Episode 4: Broken Bootstraps
Play • 38 min

“To pull oneself up by one’s bootstraps” was originally a metaphor for the impossible. It’s now one of the most American of American idioms — encapsulating a belief that one’s fortunes and failures hinge on individual responsibility alone. It simultaneously obscures the systemic economic theft of Black people and other people of color in the US by state and commercial interests, as well as the systemic economic enrichment of white populations by those same forces. In this episode, Carvell Wallace and Jeffery Robinson explore how Black wealth has been routinely destroyed, using the example of a 1919 massacre in Elaine, Arkansas, where Black sharecroppers organizing for better financial conditions were killed by a white mob. We’ll also hear from law professor and scholar of banking history Dr. Mehrsa Baradaran on how discriminatory housing policies, unequal access to credit, and predatory banking continue to hinder attempts at wealth-building, even among the Black middle class.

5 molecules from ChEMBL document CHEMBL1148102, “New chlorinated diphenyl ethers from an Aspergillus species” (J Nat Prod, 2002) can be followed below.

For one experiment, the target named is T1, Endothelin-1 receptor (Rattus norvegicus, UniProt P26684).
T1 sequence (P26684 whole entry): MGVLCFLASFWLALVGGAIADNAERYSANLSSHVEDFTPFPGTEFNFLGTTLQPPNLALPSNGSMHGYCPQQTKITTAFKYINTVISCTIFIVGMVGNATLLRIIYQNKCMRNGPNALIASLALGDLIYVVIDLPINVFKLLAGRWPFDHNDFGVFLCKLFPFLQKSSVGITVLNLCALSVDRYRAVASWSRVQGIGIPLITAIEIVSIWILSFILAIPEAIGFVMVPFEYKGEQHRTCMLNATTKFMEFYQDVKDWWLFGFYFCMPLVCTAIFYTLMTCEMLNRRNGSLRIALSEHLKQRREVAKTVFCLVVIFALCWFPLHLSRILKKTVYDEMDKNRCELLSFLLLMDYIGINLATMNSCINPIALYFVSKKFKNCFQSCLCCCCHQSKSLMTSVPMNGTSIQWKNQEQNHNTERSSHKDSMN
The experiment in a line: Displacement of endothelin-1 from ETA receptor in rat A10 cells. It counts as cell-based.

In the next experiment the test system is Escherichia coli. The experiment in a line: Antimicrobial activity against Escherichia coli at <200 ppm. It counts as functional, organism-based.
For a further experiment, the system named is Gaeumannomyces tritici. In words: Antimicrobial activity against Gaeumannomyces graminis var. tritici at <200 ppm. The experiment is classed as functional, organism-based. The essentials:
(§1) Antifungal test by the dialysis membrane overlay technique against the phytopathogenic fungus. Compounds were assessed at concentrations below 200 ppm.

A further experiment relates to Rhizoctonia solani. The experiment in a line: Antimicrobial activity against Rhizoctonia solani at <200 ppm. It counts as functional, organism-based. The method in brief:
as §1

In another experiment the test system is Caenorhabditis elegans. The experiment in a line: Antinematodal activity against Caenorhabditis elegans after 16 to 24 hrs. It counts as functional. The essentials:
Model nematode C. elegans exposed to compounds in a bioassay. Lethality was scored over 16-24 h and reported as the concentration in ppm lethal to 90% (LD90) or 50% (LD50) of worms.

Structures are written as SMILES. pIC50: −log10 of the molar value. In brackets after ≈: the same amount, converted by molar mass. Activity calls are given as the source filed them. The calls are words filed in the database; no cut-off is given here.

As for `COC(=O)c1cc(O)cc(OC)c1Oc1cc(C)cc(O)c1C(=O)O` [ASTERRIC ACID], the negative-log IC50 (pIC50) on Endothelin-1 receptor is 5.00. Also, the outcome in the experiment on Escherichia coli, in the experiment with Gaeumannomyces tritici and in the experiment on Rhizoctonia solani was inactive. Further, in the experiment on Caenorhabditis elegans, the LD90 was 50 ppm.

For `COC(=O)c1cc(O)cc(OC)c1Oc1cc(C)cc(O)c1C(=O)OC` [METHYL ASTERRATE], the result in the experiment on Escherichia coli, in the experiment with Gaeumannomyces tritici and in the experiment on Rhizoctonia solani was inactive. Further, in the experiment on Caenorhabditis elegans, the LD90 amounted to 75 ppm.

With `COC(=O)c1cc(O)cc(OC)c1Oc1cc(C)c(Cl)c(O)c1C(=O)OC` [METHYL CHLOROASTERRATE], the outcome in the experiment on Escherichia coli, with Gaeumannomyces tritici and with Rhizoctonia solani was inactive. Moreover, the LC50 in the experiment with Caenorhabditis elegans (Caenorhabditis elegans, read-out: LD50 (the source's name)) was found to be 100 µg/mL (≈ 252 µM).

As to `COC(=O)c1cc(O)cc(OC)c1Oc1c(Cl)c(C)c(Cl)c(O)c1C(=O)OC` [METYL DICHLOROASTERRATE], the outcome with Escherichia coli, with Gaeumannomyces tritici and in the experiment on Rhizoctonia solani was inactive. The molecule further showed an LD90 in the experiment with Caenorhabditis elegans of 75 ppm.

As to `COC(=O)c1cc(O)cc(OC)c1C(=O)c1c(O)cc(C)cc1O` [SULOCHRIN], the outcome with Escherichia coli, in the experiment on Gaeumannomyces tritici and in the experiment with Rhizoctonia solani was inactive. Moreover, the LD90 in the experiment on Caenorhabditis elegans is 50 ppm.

Additional information and resources related to this episode are available on our show page.

Intersectionality Matters!
Intersectionality Matters!
African American Policy Forum
31. #TruthBeTold: The Destructiveness of Trump's Equity Gag Order & What Biden Must Do Now
In this episode, Kimberlé is joined by a panel of scholars and civil rights leaders to explore the impact of the Trump administration’s “Equity Gag Order,” and the president’s crusade against racial justice and gender equity. The conversation includes insights from leaders of the National Fair Housing Alliance and the NAACP Legal Defense Fund about how the Equity Gag Order’s list of “prohibited concepts” has impaired their work, as well as a discussion of the importance of narrative and storytelling and how the Trump administration has engaged in historical revisionism in their attacks on racial. As the panelists explore how we can fight back against the Equity Gag Order and how to pressure the Biden administration to rescind it on day one, they also place the order in historical context as part of a long tradition of state repression of civil rights movements. With:
 CAROL ANDERSON - Professor of African American Studies, Emery; Author, White Rage